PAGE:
Nurse Jennifer Witting stands beside newly installed telemedicine equipment at the Aspirus Keweenaw Hospital in Laurium, MI in June 2012. The Aspirus Health Foundation, Inc. received two Distance Learning and Telemedicine (DLT) grants through the U.S. Department of Agriculture’s (USDA) Rural Development (RD) DLT Program, that enabled Aspirus to grow their Telehealth infrastructure into communities in north-central Wisconsin and the western Upper Peninsula of Michigan. USDA photo.
This week at USDA we are celebrating National Health IT week by highlighting USDA’s ongoing efforts to expand modern health care access to rural America. Yesterday, we announced two new steps to improve health care for rural Americans – both through new investments in health infrastructure and ongoing interagency partnerships designed to better focus Federal efforts on rural health care.
USDA is expanding a partnership with HHS and the Department of Veterans Affairs, as part of our work together on the White House Rural Council, to leverage funds and other efforts that will support advanced health care technology in rural hospitals. This partnership is an extension of a successful pilot launched in five states – Illinois, Iowa, Kansas, Mississippi and Texas – to identify rural critical access hospitals in persistent poverty areas in need of advanced health care technology. For example, during the pilot phase of this partnership, the USDA Rural Development Iowa State Office, the Iowa Regional Health IT Extension Center (REC) and the Iowa State Office of Rural Health convened the first Iowa Rural Health IT Forum to expand care for Critical Access Hospitals. Read more »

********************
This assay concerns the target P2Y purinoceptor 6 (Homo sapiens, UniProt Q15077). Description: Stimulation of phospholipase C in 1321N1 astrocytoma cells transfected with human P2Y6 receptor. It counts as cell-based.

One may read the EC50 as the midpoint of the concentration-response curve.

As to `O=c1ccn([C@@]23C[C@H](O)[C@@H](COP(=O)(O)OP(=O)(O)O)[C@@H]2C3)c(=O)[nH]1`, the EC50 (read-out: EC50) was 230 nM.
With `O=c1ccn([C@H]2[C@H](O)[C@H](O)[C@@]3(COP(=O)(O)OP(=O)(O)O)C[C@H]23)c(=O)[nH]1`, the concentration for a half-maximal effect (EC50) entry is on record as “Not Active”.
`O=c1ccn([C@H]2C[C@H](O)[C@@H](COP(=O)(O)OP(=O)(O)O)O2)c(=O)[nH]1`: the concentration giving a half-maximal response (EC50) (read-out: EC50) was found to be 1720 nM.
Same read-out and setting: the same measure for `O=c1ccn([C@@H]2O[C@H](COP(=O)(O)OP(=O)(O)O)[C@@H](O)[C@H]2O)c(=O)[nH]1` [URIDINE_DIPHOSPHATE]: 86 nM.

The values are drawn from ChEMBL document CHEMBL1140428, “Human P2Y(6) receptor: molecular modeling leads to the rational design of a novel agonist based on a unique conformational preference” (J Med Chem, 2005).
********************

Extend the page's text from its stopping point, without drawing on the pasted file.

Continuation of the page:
The very existence of frogs worldwide is being threatened by a killer fungus. Photo Credit: National Science Foundation
A lethal fungus is killing frogs and other water-dwelling amphibians all over the world, but a team of international scientists led by U.S. Forest Service scientist Deanna Olson is working to understand why.
Olson, who works at the agency’s Pacific Northwest Research Station, and her colleagues have the daunting task of tracking the disease, known as the amphibian chytrid fungus. Unlike the clearly visible white-nose syndrome killing bats in the U.S., the frog fungus cannot be seen except with a microscope. That makes scientists’ jobs that much more difficult.
Since the discovery of the malady is so recent, scientists still don’t understand a great deal about the fungus except that it affects the skin and ultimately leads to cardiac arrest in amphibians. Read more »
Newly installed pivot irrigation lines run behind Gerry Gonzalez, NRCS district conservationist in Douglas (left) and farmer Alfredo Zamora.
Travel 30 miles south of Alfredo and Sabrina Zamora’s farm in Cochise County, Ariz., and the imposing border fence between the U.S. and Mexico rises up across the horizon. This border county is rural, arid, open land where the Zamoras have spent their lives farming.